I took my camera for a walk on the boardwalk at the Merritt Island National Wildlife Refuge. I was just shooting anything that I found interesting. I wasn’t looking for anything in particular. I had a nice walk, taking some photos. At home when I downloaded my photos, I thought I had lost half of them. The first photo was one that I had taken half-way through my walk. I thought “well this is odd.” As I looked a bit more closely, I realized what had happened. Halfway through my walk I had taken photo #9,999 with this camera, so the camera started numbering the photos over again at 001. So here is the 10,000 photo that I have taken with my D600.
Also here are some of the other photos that I took on my photo walk.
Today was a beautiful day to watch a rocket launch! This was no ordinary launch. Today SpaceX performed a test launch of the new Falcon Heavy rocket. The SpaceX FH is capable of launching some very heavy things into space. So what heavy thing did the FH lift into space on its maiden voyage? If you’re Elon Musk, you launch your Tesla Roadster into orbit around Mars. Complete with a dummy astronaut (dummy so he says, has anyone seen Elon?) hanging his arm out of the window, blasting David Bowie’s Starman on the stereo.
Rocket watchers from far and wide gathered early to watch this historic launch. I don’t think we got quite to Space Shuttle crowd sizes, but I think it was close. Maybe we should get 45 to review the crowd photos. There were some very relaxed and prepared people in Sandpoint Park. I wanted to get a photo of the huge crowd at Space View Park but there were no parking spaces close by. The Max B Bridge was jam packed. This is my favorite launch viewing site. I like to call it “Titusville’s launch viewing platform.” We had some time to kill before the launch. Due to high winds, the launch was pushed back almost to the end of its 2 ½ hours launch window. After a long wait, the FH ignited its 27 Merlin engines and lifted off of Apollo/Shuttle now SpaceX Falcon Heavy Launch Complex 39A. It was an amazing launch! The 27 Merlin’s really rumbled!
The FH is basically 3 Falcon 9 boosters strapped together. The plan was, to bring all three boosters back to earth, to be reused on another flight. Two of the three boosters had previously flown on F9 missions. The two outside boosters were to land back at KSC. The third booster was going to land on a barge in the Atlantic. It was amazing to see the two boosters bound for return to KSC simultaneously igniting to slow their decent. They ignited a second time and gently landed on target. Once again we heard the rumble of the rocket boosters landing, preceded by sonic booms. The third booster didn’t fare so well. Only one of three engines reignited to slow its decent and it was lost. All in all, a fantastic sight to see and hear. There is nothing like watching a live rocket launch!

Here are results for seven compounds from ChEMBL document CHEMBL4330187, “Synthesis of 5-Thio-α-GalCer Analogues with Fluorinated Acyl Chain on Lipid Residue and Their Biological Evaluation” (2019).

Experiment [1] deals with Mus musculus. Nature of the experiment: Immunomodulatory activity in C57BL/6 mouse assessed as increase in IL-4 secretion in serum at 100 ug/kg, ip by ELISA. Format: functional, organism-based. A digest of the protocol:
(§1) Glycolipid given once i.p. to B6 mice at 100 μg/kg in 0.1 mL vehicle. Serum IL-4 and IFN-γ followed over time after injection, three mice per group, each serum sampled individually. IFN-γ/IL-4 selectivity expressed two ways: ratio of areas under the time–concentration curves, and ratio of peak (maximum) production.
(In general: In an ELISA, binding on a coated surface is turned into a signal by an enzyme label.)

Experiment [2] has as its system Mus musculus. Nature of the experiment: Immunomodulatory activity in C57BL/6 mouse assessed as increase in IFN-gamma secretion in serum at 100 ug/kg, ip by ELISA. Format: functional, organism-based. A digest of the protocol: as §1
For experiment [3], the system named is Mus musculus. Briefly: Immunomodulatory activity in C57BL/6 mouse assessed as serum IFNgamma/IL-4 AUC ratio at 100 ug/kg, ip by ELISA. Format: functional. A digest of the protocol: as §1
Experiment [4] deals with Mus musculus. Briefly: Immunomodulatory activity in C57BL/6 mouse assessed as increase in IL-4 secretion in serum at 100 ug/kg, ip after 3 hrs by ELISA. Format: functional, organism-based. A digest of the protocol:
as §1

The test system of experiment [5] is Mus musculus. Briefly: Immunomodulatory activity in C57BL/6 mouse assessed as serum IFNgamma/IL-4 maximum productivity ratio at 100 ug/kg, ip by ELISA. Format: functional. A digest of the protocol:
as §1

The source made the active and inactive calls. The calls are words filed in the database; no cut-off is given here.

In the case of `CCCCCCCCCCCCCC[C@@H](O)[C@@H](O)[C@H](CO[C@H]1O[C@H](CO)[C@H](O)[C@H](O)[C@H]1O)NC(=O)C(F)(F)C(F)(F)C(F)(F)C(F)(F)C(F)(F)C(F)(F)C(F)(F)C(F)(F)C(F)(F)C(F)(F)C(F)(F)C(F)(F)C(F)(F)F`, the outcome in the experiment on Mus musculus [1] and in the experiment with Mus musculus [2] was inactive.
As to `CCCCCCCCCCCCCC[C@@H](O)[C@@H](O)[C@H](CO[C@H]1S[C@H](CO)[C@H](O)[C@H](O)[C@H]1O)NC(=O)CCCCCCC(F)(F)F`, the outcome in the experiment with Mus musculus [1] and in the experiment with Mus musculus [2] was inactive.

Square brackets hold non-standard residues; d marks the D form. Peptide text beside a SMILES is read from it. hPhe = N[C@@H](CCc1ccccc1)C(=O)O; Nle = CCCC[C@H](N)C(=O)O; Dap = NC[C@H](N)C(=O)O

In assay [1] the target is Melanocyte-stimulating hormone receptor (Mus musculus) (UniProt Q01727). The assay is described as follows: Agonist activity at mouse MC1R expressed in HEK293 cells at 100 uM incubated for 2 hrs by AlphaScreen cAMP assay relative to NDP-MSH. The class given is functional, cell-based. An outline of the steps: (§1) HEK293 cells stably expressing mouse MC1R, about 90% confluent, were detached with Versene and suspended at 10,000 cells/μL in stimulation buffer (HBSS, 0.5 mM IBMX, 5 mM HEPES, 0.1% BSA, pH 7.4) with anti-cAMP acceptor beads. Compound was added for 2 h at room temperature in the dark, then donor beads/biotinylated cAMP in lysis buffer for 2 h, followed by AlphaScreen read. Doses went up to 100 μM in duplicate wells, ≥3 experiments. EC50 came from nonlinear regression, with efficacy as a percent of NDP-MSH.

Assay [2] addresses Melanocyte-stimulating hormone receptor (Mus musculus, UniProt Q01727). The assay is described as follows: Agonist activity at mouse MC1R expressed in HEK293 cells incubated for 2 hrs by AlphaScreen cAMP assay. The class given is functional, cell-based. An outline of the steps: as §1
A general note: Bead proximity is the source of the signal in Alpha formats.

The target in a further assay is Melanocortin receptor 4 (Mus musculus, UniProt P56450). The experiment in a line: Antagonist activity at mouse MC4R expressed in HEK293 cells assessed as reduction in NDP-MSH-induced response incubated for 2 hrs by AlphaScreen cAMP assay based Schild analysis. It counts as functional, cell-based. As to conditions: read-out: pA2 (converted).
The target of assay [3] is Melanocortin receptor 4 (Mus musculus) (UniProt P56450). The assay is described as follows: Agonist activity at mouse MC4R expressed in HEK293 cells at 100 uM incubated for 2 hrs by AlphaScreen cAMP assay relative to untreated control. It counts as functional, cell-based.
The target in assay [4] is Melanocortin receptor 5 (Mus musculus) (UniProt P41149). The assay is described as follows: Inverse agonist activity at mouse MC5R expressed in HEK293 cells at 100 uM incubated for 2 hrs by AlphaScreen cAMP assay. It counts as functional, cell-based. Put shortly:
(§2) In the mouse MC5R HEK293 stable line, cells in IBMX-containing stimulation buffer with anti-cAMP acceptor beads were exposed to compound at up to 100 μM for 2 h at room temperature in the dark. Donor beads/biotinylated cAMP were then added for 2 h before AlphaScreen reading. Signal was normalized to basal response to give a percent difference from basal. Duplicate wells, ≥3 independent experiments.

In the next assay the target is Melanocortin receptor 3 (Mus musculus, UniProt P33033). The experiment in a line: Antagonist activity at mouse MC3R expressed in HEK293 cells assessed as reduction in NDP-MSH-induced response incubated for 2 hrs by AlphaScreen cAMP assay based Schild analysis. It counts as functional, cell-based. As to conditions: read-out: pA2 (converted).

Launching a Falcon Heavy, $90 million! Watching live video of a Tesla Roadster with Starman drop top orbiting the earth, PRICELESS!
Just some pinwheels from the Playalinda Festival of the Arts.
There was a unique thing that happened in January of 2018. The moon presented us with a “quadfecta” of events. First, this moon cycle was a super moon. (The moon was at its closest point to the earth) Second, there was a lunar eclipse. Third, the eclipse caused a blood moon. (It looked red during the eclipse) And fourth, this was the second full moon in January, making it a blue moon. (Not really blue, just means it doesn’t happen very often) Thus giving us a super blood blue lunar eclipse moon, phew!
OK, so the super lunar eclipse blood moon was early in the morning just before sunrise. I took a peek outside to see if I could see the eclipse. Besides being early, it was really low in the sky. It was low enough to be behind the other houses in the neighborhood. So I didn’t see the super lunar eclipse blood moon part. I did, however, get to see the full blue moon part later that evening.
I started early to take in the sunset. I met up with Chris Wiley from the Titusville Pro-Am photographers group. Our goal was to get the full moon rising through the Max Brewer Bridge. Unfortunately, there was a thick cloud bank along the horizon, so we could not see the moon through the bridge, disappointing. The moon eventually did appear once it made its way above the bridge. The thing about photographing the moon is that it’s so bright. You don’t really think about the moon being bright because it comes out at night. The moon, with the exception of the sun, is the brightest thing there is. The higher in the sky it gets the brighter it gets; this makes it very difficult to photograph. That’s why we wanted to photograph it below the bridge when it wasn’t quite as bright. Plus it would look pretty awesome through the bridge. Anyway, that didn’t work out. I was not happy with any of the photographs of the bridge and the moon. I did manage to get a few other decent images before the moon rise. I was pretty happy later though when a stray cloud covered the moon above the bridge for a short time. Wait for something to happen and it probably will.
I was doing a little prep photography for my Take Your Camera Off of Auto class and my Nighttime photography class this week at the Space Coast Birding and Wildlife Festival. Stop by the festival this week at EFSC in Titusville and learn about photography as well as birding and wildlife in the area.